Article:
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Environmental impact studies on marine communities: Pragmatical considerations

Warwick, R.M. (1993) Environmental impact studies on marine communities: Pragmatical considerations. Australian Journal of Ecology, 18 (1). pp. 63-80.

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The measurement of changes in the structure of natural marine communities is widely used for the detection and monitoring of man's impact on the sea. Such studies are almost always a compromise between the scientific ideal and political, financial and logistical constraints. This paper considers a number of these constraints, suggests some possible solutions, and discusses the consequences (in terms of loss of information) of adopting strategies which might be considered suboptimal.

Identification of all organisms in a community to species level is a major time and cost constraint. Many recent studies have shown that very little information is lost by working at a taxonomic level higher than species (e.g. family or even phylum). This implies a functional coherence of species within each higher taxon. Indeed, there are theoretical reasons, and some empirical evidence, for supposing that community responses to human perturbations may be more easily detected above the noise of natural variability by working at high taxonomic levels.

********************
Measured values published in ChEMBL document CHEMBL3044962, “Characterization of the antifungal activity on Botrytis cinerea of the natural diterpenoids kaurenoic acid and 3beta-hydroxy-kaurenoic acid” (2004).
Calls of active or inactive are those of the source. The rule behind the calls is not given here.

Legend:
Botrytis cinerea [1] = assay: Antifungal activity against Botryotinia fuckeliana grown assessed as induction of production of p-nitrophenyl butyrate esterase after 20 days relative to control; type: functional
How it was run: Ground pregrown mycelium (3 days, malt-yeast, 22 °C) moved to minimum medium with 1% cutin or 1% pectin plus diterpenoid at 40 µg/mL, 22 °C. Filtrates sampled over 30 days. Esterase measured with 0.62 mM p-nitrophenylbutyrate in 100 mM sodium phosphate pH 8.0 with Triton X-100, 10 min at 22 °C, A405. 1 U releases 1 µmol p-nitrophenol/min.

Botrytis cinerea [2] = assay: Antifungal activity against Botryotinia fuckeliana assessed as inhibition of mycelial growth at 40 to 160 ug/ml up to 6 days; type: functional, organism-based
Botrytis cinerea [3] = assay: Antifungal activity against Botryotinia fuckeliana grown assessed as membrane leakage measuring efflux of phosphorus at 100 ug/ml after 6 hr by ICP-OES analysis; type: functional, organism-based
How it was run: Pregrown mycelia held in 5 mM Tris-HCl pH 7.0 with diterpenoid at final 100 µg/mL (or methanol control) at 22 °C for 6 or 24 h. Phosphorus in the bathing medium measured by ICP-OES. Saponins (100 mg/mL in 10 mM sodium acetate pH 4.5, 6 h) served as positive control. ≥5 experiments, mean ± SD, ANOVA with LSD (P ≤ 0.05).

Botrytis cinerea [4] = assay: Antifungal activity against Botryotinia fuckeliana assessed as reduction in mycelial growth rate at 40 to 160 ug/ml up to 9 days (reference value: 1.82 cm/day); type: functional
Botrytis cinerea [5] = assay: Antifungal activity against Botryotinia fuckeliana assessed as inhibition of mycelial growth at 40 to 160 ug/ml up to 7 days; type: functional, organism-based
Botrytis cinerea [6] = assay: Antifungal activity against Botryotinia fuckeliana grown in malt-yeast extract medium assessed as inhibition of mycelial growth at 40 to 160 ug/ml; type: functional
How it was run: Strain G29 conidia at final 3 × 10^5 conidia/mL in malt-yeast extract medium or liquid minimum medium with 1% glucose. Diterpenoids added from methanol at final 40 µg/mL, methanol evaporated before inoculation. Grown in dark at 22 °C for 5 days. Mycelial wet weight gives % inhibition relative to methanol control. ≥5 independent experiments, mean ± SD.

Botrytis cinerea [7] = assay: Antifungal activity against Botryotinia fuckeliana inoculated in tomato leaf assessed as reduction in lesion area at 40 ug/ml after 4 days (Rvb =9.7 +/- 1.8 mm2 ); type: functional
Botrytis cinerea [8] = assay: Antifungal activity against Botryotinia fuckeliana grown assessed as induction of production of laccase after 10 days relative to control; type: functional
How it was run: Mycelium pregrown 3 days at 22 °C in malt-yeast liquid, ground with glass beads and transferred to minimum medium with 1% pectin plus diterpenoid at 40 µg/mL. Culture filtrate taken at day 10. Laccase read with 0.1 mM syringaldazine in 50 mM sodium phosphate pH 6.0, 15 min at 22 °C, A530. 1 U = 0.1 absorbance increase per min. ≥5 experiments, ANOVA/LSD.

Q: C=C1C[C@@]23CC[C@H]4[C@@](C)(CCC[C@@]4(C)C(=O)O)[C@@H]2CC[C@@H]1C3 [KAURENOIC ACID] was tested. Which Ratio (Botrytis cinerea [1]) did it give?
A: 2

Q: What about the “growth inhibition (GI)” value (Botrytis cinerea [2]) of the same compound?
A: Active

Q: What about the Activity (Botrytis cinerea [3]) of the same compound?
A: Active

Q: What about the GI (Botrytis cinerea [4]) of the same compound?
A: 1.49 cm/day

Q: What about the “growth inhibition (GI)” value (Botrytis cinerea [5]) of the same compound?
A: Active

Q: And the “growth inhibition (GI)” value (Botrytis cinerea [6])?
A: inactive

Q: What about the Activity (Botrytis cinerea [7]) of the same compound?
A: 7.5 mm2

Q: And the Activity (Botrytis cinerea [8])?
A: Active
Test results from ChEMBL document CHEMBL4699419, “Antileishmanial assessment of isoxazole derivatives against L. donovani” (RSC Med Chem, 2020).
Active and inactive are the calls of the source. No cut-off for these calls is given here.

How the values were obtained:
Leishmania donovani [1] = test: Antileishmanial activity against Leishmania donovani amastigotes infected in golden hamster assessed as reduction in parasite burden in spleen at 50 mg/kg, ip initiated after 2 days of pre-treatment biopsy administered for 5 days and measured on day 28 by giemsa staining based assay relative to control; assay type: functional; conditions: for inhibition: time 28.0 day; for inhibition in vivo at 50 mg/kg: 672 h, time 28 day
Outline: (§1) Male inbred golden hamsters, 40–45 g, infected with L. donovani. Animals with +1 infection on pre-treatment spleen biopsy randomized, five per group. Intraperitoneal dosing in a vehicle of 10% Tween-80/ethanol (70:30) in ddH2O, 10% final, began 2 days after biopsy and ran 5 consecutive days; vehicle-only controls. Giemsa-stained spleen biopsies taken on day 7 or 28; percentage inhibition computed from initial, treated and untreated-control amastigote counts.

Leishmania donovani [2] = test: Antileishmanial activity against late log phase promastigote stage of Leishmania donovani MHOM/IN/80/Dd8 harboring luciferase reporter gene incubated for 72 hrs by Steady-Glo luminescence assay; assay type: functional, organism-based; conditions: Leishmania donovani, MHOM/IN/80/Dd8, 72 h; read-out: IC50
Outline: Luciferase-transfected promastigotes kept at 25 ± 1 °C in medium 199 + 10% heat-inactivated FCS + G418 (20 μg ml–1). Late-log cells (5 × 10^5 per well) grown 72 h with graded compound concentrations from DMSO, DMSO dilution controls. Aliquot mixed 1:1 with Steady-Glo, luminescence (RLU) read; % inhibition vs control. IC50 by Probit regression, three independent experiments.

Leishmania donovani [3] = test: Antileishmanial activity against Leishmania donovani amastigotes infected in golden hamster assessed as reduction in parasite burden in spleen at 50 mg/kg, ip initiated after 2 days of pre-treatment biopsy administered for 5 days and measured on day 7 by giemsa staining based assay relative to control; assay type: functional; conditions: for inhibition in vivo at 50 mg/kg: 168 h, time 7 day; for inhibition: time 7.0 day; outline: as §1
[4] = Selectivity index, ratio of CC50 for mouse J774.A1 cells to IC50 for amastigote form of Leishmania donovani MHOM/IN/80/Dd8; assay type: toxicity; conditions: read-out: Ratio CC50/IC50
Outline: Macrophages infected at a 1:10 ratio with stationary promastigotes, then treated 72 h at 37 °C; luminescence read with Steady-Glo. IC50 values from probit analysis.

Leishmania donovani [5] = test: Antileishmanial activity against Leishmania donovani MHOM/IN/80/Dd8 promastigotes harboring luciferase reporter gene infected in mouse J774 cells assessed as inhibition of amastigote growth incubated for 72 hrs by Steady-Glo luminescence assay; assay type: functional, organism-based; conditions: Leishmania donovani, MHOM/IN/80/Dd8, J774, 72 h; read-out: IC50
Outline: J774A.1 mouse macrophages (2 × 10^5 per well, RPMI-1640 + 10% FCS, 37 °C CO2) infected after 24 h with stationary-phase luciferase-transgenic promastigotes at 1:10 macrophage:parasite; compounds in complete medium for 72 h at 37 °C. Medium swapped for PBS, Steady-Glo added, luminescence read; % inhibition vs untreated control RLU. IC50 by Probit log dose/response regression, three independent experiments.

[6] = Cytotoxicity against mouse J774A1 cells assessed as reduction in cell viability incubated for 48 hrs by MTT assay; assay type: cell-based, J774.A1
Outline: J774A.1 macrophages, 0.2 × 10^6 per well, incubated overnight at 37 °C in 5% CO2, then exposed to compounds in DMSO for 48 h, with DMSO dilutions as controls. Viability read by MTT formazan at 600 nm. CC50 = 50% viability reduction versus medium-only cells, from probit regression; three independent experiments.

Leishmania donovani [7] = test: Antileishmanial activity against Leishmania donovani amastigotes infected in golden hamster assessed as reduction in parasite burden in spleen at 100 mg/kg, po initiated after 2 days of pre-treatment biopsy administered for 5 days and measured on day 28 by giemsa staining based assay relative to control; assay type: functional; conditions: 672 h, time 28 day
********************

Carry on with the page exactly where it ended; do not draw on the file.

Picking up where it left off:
Many environmental impacts, for example oil spillages from tankers, are accidental and it is unusual to have the luxury of a time-series of data from the site prior to the incident. Good spatial control samples may also be difficult to obtain in a heterogeneous environment. Absolute rather than comparative measures of community degradation are valuable in this context. Methods which fall into this category include comparisons of community structure with some theoretical expectation or with empirical‘training’ data, comparing attributes of community structure that respond differently to perturbation, or identifying highly conservative properties of unperturbed communities that are modified in a predictable way by perturbation.

All studies are selective with regard to which components and attributes of the biota should be investigated. The choice frequently depends on local expertise and research interests, rather than on an objective decision about what biological data are most appropriate for the problem in hand. The paper concludes by a discussion of the relative merits of the various alternatives.

Item Type: Journal Article
Publisher: Blackwell Publishing
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